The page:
Here are some dramatic aerial photos of what locals call the Ghost Fleet, taken soon after the ships were moved north from Tarrytown to Jones Point (at one time known as Caldwell’s Landing) at the foot of Dunderberg Mountain. The anchorage remained at that location until the last two ships were towed away on July 8, 1971, to be sold for scrap to Spain.
The fleet, officially known as the Hudson River National Defense Fleet and the Hudson River Reserve Fleet, was established by an act of Congress in 1946 “to provide a sizable group of merchant ships to support the military effort at the outset of any war.”1 According to an article published in the journal of the Rockland County Historical Society in 1972 (adapted online here):
“When foreign nations at the outbreak of World War I had diverted their ships for wartime service, the small American Merchant Marine fleet was unable to transport even 10 per cent of normal foreign exports. Docks in major ports were stocked high with products of American farms and factories for which no ships were available. When foreign vessels were again available, their rates were ruinous. . . .
The fleet was at its peak with 189 ships in July of 1965. Anchored in ten rows, it extended from the fleet office at the Jones Point dock several miles to the south—to the Lovett Orange and Rockland Power Plant and the Boulderberg House at Tomkins Cove. Several viewing points were established along Route 9W for the hundreds of motorists who stopped daily to look at the ships.
During the Korean War, a total of 130 ships were taken from the Hudson River fleet leaving only 39 ships. During the Suez Crises in 1956, 35 ships were put back into service when British and French ships were diverted from trade routes to supply their nations’ armed forces. The Vietnam War required more than 40 ships.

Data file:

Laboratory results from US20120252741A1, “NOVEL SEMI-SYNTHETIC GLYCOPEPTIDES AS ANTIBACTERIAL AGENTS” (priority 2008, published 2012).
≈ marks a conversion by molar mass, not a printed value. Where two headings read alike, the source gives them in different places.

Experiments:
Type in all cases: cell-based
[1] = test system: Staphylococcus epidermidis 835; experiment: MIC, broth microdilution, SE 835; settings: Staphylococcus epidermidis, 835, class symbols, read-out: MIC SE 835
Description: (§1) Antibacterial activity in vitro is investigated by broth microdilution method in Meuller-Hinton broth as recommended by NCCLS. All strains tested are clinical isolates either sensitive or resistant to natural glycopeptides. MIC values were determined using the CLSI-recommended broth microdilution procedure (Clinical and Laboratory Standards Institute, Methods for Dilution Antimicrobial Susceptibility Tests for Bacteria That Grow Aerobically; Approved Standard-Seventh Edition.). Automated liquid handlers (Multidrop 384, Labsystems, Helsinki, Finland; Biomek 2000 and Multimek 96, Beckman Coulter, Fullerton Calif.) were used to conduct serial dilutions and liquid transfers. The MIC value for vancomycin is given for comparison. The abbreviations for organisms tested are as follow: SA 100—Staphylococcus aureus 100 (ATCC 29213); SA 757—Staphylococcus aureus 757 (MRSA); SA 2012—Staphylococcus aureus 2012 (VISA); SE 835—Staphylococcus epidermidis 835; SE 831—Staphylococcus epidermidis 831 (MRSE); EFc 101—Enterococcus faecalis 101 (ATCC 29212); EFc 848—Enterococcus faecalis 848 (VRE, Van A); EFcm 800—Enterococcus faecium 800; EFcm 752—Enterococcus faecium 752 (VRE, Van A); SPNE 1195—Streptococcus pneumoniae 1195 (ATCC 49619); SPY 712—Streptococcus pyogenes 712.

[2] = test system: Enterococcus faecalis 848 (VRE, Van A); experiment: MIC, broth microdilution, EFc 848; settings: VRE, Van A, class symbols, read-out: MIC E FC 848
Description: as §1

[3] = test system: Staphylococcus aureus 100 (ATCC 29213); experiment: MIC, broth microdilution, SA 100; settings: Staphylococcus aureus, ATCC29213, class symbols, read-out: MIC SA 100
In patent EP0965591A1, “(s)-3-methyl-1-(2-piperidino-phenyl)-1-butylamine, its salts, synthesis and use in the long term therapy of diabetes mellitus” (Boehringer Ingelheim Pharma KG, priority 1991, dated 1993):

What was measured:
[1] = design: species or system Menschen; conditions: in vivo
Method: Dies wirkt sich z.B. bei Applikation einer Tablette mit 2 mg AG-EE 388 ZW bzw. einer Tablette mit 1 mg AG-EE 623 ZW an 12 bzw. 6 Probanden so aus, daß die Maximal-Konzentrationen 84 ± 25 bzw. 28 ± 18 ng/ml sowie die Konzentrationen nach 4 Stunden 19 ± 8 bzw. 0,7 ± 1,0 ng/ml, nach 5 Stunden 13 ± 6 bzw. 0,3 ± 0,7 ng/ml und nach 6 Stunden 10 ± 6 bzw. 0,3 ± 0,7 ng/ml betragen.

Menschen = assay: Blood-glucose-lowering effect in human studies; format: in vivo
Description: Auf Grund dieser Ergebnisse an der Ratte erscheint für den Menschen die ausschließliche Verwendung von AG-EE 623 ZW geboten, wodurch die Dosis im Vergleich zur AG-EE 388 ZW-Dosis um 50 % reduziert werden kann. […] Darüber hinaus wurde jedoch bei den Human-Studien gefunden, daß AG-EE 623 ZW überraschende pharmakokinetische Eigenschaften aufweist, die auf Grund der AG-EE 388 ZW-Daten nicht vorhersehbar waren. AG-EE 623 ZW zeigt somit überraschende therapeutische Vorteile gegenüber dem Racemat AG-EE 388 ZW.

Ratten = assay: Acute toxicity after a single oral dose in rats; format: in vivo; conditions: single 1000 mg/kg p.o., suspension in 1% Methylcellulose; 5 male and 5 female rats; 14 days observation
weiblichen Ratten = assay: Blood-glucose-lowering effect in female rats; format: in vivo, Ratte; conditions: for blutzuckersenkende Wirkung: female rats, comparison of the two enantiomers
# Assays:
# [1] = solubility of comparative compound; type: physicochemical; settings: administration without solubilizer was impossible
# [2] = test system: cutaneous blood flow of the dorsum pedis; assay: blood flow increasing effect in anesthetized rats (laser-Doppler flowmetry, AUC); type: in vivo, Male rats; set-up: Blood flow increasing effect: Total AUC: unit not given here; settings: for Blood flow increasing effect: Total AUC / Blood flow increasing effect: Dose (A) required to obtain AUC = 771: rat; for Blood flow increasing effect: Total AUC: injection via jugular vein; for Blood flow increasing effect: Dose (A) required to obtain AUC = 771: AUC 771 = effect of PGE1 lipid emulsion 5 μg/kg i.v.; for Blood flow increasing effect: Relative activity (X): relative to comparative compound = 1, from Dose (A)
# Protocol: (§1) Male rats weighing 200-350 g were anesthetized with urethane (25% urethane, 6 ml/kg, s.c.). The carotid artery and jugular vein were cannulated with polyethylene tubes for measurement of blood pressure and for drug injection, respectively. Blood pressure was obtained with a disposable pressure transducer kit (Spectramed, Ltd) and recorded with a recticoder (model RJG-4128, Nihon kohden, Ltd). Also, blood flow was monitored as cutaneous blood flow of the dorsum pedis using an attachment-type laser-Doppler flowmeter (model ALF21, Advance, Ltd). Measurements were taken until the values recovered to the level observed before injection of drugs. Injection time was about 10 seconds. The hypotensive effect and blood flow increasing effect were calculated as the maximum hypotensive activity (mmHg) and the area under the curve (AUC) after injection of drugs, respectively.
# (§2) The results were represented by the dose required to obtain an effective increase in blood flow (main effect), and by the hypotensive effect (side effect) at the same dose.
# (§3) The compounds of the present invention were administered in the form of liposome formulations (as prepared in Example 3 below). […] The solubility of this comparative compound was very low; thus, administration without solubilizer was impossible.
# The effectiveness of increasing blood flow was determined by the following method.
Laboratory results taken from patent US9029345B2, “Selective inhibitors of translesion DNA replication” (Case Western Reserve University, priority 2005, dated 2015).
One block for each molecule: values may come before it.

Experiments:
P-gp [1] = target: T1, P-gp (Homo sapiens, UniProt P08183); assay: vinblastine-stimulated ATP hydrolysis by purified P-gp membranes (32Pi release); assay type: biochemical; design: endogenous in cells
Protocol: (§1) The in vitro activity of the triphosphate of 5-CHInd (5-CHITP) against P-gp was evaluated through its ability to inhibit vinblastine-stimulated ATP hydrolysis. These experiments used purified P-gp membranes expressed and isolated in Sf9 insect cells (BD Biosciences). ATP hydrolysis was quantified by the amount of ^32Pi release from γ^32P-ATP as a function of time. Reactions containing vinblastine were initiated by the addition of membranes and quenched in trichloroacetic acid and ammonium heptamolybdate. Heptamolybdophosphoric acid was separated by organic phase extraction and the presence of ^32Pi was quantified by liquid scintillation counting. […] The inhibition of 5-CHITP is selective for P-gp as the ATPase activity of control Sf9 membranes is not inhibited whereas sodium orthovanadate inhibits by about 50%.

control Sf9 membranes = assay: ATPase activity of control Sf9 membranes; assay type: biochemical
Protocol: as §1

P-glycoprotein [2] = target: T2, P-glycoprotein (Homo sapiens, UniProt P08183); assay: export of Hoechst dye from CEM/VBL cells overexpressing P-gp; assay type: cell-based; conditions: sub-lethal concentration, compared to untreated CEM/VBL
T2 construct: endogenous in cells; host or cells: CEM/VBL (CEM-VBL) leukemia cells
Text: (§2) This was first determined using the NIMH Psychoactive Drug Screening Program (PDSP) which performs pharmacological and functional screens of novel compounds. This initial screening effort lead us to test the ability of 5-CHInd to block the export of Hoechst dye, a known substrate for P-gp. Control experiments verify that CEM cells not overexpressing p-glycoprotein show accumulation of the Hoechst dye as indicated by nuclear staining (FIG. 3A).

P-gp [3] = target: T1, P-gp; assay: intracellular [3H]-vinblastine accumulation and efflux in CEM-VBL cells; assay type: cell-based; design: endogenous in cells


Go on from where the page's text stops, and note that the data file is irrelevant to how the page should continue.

When the U.S. Department of Agriculture in 1953 needed storage space for large volumes of government-owned wheat, it turned to the Hudson River Reserve fleet. During the following ten years more than 53,563,948 bushels of wheat were loaded into 231 ships. Approximately 255,000 bushels of wheat were stored in each ship with the number of ships carrying wheat at any given time ranging from 70 to 90. The last ship was unloaded in 1963. Ships that had stored wheat rose about twelve feet higher above the water surface and exposed a bright orange band of rust.
A ventilation system had been installed in the ships, making it possible to maintain the quality of the wheat for long periods of storage. This saved the U.S. government some five million dollars on commercial storage estimates. None of the grain, sold to foreign countries in the 1960s, was found to be spoiled when unloaded. . . .
The ships were kept in condition . . . by a crew of 86 men under the supervision of Charles R. Gindroz of Pearl River, fleet superintendent and one-time chief engineer on the George Washington, the ship which years before had carried President Woodrow Wilson to France and in 1950 burned at Baltimore.
The reserve fleet ships, valued at over $255 million, had their machinery turned over periodically and their internal surfaces sprayed with a coat of preservative oil on a regular basis. Electrical equipment, such as generators and motor wiring, were cleaned and coated with a fungus-retarding varnish. All loose scale and rust were water-blasted off decks, hulls and superstructures. Then the entire outside of the ships was sprayed with a gray-tinted preservative oil. This was done at least once a year on each ship. The underwater portion of the hull was protected by means of an electric current, a method known as cathodic protection . . . preventing corrosion from taking place.”
The images shown here come from a large collection of aerial photos at the New York State Archives, which has been scanned and made available online.
These specific photos must be missing identifying information other than dates because they all have vague descriptions like “Multiple boats in the water in an unknown location, possibly in the Hudson River.”
This archival mystery about the fabled Ghost Fleet is fitting because Dunderberg Mountain and Caldwell’s Landing have long been associated with ghosts, goblins and Captain Kidd’s treasure.
We will have much more to say about those legends in a future post. . . .
- Quote from the online adaptation of the article by article by Scott Webber from South of the Mountains, the journal of the Rockland County Historical Society, Vol. 16, No. 2, April-June 1972. ↩︎